You can probably guess where this is going.
We lost our first friend to AIDS in the summer of 1982 (yes, we knew each other back then). We lost our most recent last month (if you count HIV-positive person with probably AIDS-related illness).
S has lived a lot of places and had a lot of friends, but he's not so good at keeping in touch. So one of the sad assumptions of our life is that a lot of our old friends are dead.
S also has a pretty ordinary name, so he's kind of hard to find, unless you think to google me, with my unusual name, which, luckily, a lot of his old friends do. In fact, though, I am the #1 hit for my name, but S is #3 for his, if you google the variation he uses. And it's pretty obvious that it's him, if you know anything about his last 20 years or so, plus there's a picture.
Yesterday, the dearest old friend whom we'd long assumed was dead--given his history, and his apparent absence from the Internet--walked into S's restaurant, thanks to google. I haven't seen him yet, but he's coming to dinner tonight. S says he's exactly the same. Which includes alive.
We are really really happy.
Wednesday, October 22, 2008
Then again, maybe not, because the main thing Fashiongate makes me think is that this campaign has run completely off the track. I mean, obviously she needed clothes, but if she couldn't afford them herself (see: Cindy McCain), surely they could have found some rich Republican clotheshorse (see above) to take her shopping out of the goodness of her heart. But using RNC funds? And reimbursements? How could they not have seen the bad publicity coming?
Monday, October 20, 2008
Haven't turned the heat on yet. 62 is fine; 56 is not.
Am eager to see Rachel Getting Married and Happy-Go-Lucky, because I'm kind of girlie and indie like that, but I fear my next big-screen experience will be High School Musical 3.
The first season of 30 Rock didn't do it for me, but, yeah, the second is pretty funny.
Doorknobs. Must get doorknobs.
Does anyone besides me do a double-take whenever they see the new Macy's ad campaign because it looks just like Target?
Does anyone besides me think that Sarah Palin's SNL performance was quintessential Sarah Palin: looked cute and did nothing?
Wednesday, October 15, 2008
2. Because really it's a miracle that they even got this far.
3. Because I have this crazy zero-sum magical-thinking hope kind of thing going that says if the Red Sox lose...well, I'm not going to go there...
4. Because, honestly, I'm not madly in love with this team. I mean, I still love the Red Sox per se. And Dustin Pedroia, Mike Lowell, Youk, Ellsbury, Varitek, Lester, Papelbon, even Dice-K, yeah, yeah, I love them too, but who are these other guys? And you know, even though he had to go, well, the dreadlocked one's absence is...an absence (though I sure hope he ends up in the same position we do, whichever position that may be).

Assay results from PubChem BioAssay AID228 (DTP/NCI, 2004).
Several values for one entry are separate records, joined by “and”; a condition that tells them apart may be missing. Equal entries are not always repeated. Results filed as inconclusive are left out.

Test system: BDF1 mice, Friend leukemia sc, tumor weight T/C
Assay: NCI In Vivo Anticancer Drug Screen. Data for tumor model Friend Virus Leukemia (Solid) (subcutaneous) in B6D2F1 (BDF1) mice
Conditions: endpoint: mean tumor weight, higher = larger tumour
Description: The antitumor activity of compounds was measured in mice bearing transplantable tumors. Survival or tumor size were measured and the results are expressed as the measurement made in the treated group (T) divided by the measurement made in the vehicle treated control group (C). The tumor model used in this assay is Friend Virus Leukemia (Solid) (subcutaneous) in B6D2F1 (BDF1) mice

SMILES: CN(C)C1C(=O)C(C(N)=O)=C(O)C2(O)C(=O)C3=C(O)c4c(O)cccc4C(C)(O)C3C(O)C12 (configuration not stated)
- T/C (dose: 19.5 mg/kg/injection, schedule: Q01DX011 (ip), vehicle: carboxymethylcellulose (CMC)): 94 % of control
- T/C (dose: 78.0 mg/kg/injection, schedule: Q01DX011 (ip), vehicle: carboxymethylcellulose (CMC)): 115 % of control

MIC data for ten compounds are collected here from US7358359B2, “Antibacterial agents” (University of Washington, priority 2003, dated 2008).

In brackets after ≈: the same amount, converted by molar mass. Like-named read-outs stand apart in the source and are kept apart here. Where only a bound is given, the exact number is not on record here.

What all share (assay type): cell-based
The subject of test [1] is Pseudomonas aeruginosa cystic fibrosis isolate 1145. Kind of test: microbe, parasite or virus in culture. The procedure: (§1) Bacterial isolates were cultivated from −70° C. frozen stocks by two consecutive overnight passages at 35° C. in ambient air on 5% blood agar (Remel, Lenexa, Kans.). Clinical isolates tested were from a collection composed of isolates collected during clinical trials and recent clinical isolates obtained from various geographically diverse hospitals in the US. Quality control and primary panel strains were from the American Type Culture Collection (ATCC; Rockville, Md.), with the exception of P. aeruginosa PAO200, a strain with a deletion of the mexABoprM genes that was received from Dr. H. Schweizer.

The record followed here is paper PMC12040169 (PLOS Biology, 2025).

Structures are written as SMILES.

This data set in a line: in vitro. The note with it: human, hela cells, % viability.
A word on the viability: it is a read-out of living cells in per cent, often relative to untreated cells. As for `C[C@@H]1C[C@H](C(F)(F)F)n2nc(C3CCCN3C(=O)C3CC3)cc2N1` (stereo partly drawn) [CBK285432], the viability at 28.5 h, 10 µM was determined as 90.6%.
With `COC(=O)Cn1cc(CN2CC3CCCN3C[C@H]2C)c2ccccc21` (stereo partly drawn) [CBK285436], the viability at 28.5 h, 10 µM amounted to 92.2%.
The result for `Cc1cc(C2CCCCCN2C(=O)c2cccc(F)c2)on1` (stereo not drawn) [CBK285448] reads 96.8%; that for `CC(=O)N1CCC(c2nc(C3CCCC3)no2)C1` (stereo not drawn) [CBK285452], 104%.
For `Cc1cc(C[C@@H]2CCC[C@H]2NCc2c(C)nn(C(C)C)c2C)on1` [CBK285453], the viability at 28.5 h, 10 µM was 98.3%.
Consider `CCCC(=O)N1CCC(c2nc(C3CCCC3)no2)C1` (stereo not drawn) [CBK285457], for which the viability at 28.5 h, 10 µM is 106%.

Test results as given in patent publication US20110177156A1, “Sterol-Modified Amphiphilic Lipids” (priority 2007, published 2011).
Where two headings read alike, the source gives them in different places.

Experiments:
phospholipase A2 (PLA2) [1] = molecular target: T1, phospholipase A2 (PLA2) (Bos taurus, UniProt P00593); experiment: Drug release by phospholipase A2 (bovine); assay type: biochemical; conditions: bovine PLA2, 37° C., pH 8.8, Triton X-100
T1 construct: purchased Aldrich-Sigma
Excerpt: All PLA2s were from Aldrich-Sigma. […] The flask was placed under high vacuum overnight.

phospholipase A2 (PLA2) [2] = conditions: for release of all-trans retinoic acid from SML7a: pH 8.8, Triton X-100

5. Because, fundamentally, I am realizing, I do not have the temperament of a true fan. I have seen the Red Sox win twice in my lifetime, it was good, and I don't need them to win every year. Then again, another 86 would not be OK...
Monday, October 13, 2008
Saturday, October 11, 2008
I think I'll go be happy about gay marriage in Connecticut, the Red Sox, the Phillies, and the beautiful weather, at least for a few hours...
Friday, October 10, 2008
We never get bills from the pediatrician. We go to the pediatrician, pay whatever fee our current insurance mandates, and that's that. So I don't worry too much about going to the pediatrician. Rash that would be better off checked out? Pediatrician. Fever in its fourth day? Pediatrician. Green stuff coming out of nose for going on two weeks? Pediatrician. Am I a crazy outlier? I think not.
But then we started getting the bills. The first bill I kind of understood, and I thought it was the doctor's fault. During E's first bout of impetigo, when we finally went the oral antibiotic route, she got a rash. We've got a lot of minor antibiotic issues in this family, so I gave the doctor a call. It was Sunday and I wasn't too worried. She'd taken the antibiotic for eight of the ten days, and the impetigo was cleared up, so I knew I was going to stop the medicine, and I figured if the rash got worse, I could take her in on Monday, but I just thought I should check in. The doctor on call (not our beloved doctor) said it sounded like she was having a reaction, and did I want to bring her in to the office, since he was there. I thought what the hell, we went in, nothing much happened, and the next day the rash started clearing up.
End of story, I thought, until we got the bill with the weekend charge that I had no idea existed. Well, it turns out that all doctors charge for weekend visits, as the billing person at the pediatrician's office informed me this morning when I finally called, two bills later. I got a little annoyed, but felt a little stupid when she told me that nobody had ever complained about a weekend charge before. I did point out that I had had no intention of bringing her in until he suggested it, but, OK, it's only 50 bucks.